One of the easiest ways for most households to cut back on their spends is to look at their grocery budget. The weekly food shop can be an area where budgets can often be broken because temptation can get in the way. Supermarkets are clever at persuading you that you need stuff!

I’ve got 5 tips to share with you today which I think help keep our grocery costs down:

1) Meal plan. I’ve already written a post on meal planning and how it helps to keep costs down (see here for that post). It’s such an easy thing to implement with a bit of planning before, and once it becomes second nature, your costs will come down.

2) Buy in bulk. For certain food items that we know we use a lot, we tend to buy in bulk as it’s cheaper. When shopping, look at the cost per KG and look for the cheapest. This normally means a larger pack/sack of things. Examples of foods we buy in bulk are dried pasta, rice, tinned tomatoes and spices.

3) Watch your portion size. We’re definitely guilty of eating more than we should, especially when it comes to sides. I now measure out portions of pasta/rice so that I know we’re not eating too much of it – it’s very easy to do, especially with rice! And because we’re eating the correct portion size, the packets of food last longer.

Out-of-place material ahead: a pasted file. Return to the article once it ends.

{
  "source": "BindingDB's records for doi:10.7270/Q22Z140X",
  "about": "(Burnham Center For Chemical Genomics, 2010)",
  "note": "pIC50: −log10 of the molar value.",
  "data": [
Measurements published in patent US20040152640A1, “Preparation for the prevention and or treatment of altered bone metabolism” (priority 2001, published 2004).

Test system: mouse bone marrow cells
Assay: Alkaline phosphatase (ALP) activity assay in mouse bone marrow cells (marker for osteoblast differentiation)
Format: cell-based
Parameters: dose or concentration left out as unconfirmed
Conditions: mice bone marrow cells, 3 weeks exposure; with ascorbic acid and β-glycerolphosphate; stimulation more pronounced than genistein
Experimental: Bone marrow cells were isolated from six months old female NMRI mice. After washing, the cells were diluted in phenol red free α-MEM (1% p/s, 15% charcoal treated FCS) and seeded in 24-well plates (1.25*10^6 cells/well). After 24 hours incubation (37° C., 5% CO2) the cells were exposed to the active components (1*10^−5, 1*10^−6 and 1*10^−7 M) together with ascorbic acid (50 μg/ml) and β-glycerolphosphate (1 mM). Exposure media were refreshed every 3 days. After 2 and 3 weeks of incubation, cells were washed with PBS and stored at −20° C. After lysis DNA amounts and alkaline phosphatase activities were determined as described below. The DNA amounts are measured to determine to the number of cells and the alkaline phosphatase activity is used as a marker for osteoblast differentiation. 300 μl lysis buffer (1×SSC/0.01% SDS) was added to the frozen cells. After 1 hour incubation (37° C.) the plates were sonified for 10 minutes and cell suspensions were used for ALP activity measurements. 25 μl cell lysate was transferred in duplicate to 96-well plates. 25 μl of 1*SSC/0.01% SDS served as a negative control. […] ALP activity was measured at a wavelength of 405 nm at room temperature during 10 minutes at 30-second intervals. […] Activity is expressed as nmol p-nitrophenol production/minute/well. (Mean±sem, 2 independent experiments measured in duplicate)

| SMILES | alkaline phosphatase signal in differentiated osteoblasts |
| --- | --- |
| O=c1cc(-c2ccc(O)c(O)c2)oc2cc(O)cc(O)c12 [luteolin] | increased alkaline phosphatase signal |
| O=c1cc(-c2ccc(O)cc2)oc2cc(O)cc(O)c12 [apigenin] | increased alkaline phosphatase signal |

4) Go veggie for one or two nights a week. Eating meat has been proven to be bad for you if it’s eaten every day, and in addition to that, meat is more expensive than other vegetarian options. If you have one or two vegetarians meals a week you’ll be getting more of your 5-a-day and it’ll be cheaper to eat. One of our vegetarian dishes at the moment that we love is vegetable fajitas. You can use pretty much any veg in these, including those ones lurking in the bottom of your fridge, to make a tasty meal. Another one is spaghetti puttanesca, which I shall post a recipe for at some point. Very simply dishes and the price is reflected in that. Still tasty though!

5) Eat things that are in season. It’s much more expensive to buy fruit and veg that isn’t in season, as it has to be imported from somewhere else. A good example of this in the UK is strawberries. It’s strawberry season at the moment in the UK and you can buy British strawberries from the supermarkets and farmers markets. In the colder months, strawberries are still available but at a much higher price, because they’ve been grown abroad and shipped to the UK. This comes at a cost and it shows when buying. Buying in season is also a benefit to the environment, as the food as has had to travel less distance to get to their destination. Remember you can buy things in season and then freeze them for out of season times.

How do you keep your grocery costs down? Any other tips? I’d love to hear from you in the comments! 

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